def annotate_heatmap(im, data=None, valfmt="{x:.2f}",
                     textcolors=("black", "white"),
                     threshold=None, **textkw):
    A function to annotate a heatmap.

        The AxesImage to be labeled.
        Data used to annotate.  If None, the image's data is used.  Optional.
        The format of the annotations inside the heatmap.  This should either
        use the string format method, e.g. "$ {x:.2f}", or be a
        `matplotlib.ticker.Formatter`.  Optional.
        A pair of colors.  The first is used for values below a threshold,
        the second for those above.  Optional.
        Value in data units according to which the colors from textcolors are
        applied.  If None (the default) uses the middle of the colormap as
        separation.  Optional.
        All other arguments are forwarded to each call to `text` used to create
        the text labels.

    if not isinstance(data, (list, np.ndarray)):
        data = im.get_array()

    # Normalize the threshold to the images color range.
    if threshold is not None:
        threshold = im.norm(threshold)
        threshold = im.norm(data.max())/2.

    # Set default alignment to center, but allow it to be
    # overwritten by textkw.
    kw = dict(horizontalalignment="center",

    # Get the formatter in case a string is supplied
    if isinstance(valfmt, str):
        valfmt = matplotlib.ticker.StrMethodFormatter(valfmt)

    # Loop over the data and create a `Text` for each "pixel".
    # Change the text's color depending on the data.
    texts = []
    for i in range(data.shape[0]):
        for j in range(data.shape[1]):
            kw.update(color=textcolors[int(im.norm(data[i, j]) > threshold)])
            text = im.axes.text(j, i, valfmt(data[i, j], None), **kw)

    return texts

The above now allows us to keep the actual plot creation pretty compact.

fig, ax = plt.subplots()

im, cbar = heatmap(harvest, vegetables, farmers, ax=ax,
                   cmap="YlGn", cbarlabel="harvest [t/year]")
texts = annotate_heatmap(im, valfmt="{x:.1f} t")


Some more complex heatmap examples

In the following we show the versatility of the previously created functions by applying it in different cases and using different arguments.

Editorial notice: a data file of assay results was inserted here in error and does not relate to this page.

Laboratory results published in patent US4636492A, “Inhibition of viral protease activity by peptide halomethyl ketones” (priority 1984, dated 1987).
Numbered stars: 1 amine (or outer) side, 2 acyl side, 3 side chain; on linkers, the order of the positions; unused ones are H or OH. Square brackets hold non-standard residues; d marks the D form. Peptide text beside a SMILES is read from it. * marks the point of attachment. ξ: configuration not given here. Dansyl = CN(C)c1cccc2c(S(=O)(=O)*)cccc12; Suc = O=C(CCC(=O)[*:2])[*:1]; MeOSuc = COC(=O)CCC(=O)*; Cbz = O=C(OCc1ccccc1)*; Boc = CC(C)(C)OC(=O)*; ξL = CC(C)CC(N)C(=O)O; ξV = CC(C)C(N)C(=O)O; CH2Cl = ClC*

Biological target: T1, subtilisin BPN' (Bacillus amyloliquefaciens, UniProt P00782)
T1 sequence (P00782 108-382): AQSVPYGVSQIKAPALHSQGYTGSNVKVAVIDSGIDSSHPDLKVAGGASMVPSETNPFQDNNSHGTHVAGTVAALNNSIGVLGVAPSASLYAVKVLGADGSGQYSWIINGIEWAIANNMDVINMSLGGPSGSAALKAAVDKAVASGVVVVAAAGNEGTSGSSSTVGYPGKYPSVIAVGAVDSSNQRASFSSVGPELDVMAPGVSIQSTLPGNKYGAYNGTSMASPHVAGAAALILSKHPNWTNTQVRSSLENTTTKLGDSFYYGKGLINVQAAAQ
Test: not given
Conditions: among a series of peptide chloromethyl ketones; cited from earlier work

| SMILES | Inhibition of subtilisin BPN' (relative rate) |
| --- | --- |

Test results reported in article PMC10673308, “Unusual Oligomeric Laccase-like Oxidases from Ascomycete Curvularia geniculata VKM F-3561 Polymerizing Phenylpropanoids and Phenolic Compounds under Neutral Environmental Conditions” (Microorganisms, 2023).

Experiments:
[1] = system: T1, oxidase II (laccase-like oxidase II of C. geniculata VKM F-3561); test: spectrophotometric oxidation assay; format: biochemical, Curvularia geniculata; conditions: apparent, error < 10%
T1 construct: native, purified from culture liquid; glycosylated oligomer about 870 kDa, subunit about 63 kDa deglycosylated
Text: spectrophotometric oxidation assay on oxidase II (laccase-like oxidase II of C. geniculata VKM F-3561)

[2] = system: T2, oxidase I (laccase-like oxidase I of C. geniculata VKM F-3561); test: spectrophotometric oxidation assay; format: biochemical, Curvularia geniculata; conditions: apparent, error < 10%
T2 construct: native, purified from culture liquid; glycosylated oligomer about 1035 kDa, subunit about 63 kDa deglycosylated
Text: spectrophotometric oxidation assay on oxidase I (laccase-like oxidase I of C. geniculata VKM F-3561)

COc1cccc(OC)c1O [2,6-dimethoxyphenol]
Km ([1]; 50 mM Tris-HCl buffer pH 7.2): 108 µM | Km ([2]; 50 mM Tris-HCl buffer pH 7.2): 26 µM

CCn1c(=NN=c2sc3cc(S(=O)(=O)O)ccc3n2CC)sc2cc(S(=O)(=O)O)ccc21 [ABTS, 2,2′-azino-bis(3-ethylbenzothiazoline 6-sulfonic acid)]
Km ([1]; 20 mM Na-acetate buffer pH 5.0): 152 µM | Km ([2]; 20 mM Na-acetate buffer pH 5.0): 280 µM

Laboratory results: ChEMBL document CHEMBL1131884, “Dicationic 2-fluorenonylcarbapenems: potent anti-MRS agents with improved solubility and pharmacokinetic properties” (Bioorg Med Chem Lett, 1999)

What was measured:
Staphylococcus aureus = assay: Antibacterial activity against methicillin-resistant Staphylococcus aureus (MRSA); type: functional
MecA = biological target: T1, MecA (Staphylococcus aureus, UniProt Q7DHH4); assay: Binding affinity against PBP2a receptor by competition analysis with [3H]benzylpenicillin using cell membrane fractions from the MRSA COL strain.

fig, ((ax, ax2), (ax3, ax4)) = plt.subplots(2, 2, figsize=(8, 6))

# Replicate the above example with a different font size and colormap.

im, _ = heatmap(harvest, vegetables, farmers, ax=ax,
                cmap="Wistia", cbarlabel="harvest [t/year]")
annotate_heatmap(im, valfmt="{x:.1f}", size=7)

# Create some new data, give further arguments to imshow (vmin),
# use an integer format on the annotations and provide some colors.

data = np.random.randint(2, 100, size=(7, 7))
y = ["Book {}".format(i) for i in range(1, 8)]
x = ["Store {}".format(i) for i in list("ABCDEFG")]
im, _ = heatmap(data, y, x, ax=ax2, vmin=0,
                cmap="magma_r", cbarlabel="weekly sold copies")
annotate_heatmap(im, valfmt="{x:d}", size=7, threshold=20,
                 textcolors=("red", "white"))

# Sometimes even the data itself is categorical. Here we use a
# :class:`matplotlib.colors.BoundaryNorm` to get the data into classes
# and use this to colorize the plot, but also to obtain the class
# labels from an array of classes.

data = np.random.randn(6, 6)
y = ["Prod. {}".format(i) for i in range(10, 70, 10)]
x = ["Cycle {}".format(i) for i in range(1, 7)]

qrates = np.array(list("ABCDEFG"))
norm = matplotlib.colors.BoundaryNorm(np.linspace(-3.5, 3.5, 8), 7)
fmt = matplotlib.ticker.FuncFormatter(lambda x, pos: qrates[::-1][norm(x)])

im, _ = heatmap(data, y, x, ax=ax3,
                cmap=plt.get_cmap("PiYG", 7), norm=norm,
                cbar_kw=dict(ticks=np.arange(-3, 4), format=fmt),
                cbarlabel="Quality Rating")

annotate_heatmap(im, valfmt=fmt, size=9, fontweight="bold", threshold=-1,
                 textcolors=("red", "black"))

# We can nicely plot a correlation matrix. Since this is bound by -1 and 1,
# we use those as vmin and vmax. We may also remove leading zeros and hide
# the diagonal elements (which are all 1) by using a
# :class:`matplotlib.ticker.FuncFormatter`.

corr_matrix = np.corrcoef(np.random.rand(6, 5))
im, _ = heatmap(corr_matrix, vegetables, vegetables, ax=ax4,
                cmap="PuOr", vmin=-1, vmax=1,
                cbarlabel="correlation coeff.")

def func(x, pos):
    return "{:.2f}".format(x).replace("0.", ".").replace("1.00", "")

annotate_heatmap(im, valfmt=matplotlib.ticker.FuncFormatter(func), size=7)



The usage of the following functions and methods is shown in this example:


<function colorbar at 0x7fdbbffec940>

Keywords: matplotlib code example, codex, python plot, pyplot Gallery generated by Sphinx-Gallery